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Re^2: Why am I getting "premature end of script header"? - eval { use }

by lokiloki (Beadle)
on Nov 27, 2006 at 22:29 UTC ( #586345=note: print w/replies, xml ) Need Help??


in reply to Re: Why am I getting "premature end of script header"? - eval { use }
in thread Why am I getting "premature end of script header"?

thanks... what about this...
print "Content-type: text/html\n\n"; print "here we go again..."; &a; sub a { BEGIN { eval ("use fakemodule;"); if ($@) { print "error happened $@"; } else { print "error didnt happen, do some stuff"; } } }

Considered by ikegami: Dup of Re^2: Why am I getting "premature end of script header"?
Unconsidered by Arunbear: reaping blocked by keep (and edit) votes; (Keep: 5, Edit: 3, Reap: 18)

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Re^3: Why am I getting "premature end of script header"? - &subroutine calling style
by imp (Priest) on Nov 27, 2006 at 22:46 UTC
    This would be sufficient:
    BEGIN { if( eval "use fakemodule; 1;") { print STDERR "Loaded fakemodule"; } else { print STDERR "Couldn't load fakemodule."; } }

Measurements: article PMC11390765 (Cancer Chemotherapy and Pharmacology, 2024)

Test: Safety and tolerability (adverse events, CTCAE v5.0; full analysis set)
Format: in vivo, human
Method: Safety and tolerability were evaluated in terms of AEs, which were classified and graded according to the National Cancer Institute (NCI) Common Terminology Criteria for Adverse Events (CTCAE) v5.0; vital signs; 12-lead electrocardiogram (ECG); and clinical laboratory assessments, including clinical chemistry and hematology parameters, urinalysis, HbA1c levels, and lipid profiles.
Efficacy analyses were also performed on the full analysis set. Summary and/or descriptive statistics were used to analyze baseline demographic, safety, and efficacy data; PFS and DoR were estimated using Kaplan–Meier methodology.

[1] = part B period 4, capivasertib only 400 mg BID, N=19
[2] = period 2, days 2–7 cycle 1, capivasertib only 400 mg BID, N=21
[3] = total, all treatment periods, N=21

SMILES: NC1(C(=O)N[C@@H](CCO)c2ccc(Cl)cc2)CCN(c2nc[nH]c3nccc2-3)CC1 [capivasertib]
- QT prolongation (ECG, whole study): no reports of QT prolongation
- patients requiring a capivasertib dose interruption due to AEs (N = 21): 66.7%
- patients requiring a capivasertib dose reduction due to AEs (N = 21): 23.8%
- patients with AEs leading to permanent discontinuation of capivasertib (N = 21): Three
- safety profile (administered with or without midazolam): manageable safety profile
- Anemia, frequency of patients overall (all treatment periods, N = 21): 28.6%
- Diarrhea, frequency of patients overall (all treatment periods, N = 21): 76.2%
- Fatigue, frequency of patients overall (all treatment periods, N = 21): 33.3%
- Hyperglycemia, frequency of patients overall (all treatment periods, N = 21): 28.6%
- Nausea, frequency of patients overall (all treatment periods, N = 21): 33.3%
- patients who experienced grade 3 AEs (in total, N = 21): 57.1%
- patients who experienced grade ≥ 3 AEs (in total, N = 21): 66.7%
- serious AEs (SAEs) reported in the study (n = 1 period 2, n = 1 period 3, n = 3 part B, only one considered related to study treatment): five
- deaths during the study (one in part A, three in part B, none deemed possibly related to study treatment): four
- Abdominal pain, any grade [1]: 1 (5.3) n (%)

Don't put BEGIN blocks inside a subroutine, they won't do what you want.

    Don't print in the BEGIN block, it will come before the Content-type header

    Calling a subroutine with the '&a' syntax has the following effects, from perlsub:

    • &NAME(LIST); # Circumvent prototypes.
    • &NAME; # Makes current @_ visible to called subroutine.
    In your code you used the &a; form, which would make the current @_ visible to the called subroutine. For example:
    first(1,2,3); sub first { &second; } sub second { print for @_; } # Output is 123
    Although it isn't relevant for this particular case it is still good to be aware of the prototype circumvention behaviour. Here is an example:
    use strict; use warnings; use Data::Dumper; sub pro(\@) { print Dumper \@_; } my @list = (1,2,3); pro(@list); &pro(@list);
    Output:
    $VAR1 = [ [ 1, 2, 3 ] ]; $VAR1 = [ 1, 2, 3 ];
      thank you... so the takeaway message is that I should call subroutines via subroutine; and not &subroutine;? this must be a new thing? because the Perl book I have (admittedly the first edition o'reilly one) says that i should call subroutines with the ampersand...?
        Aye, the &subroutine; style is optional in any modern perl. I can't recall what version that changed in, but it was a fairly long time ago.

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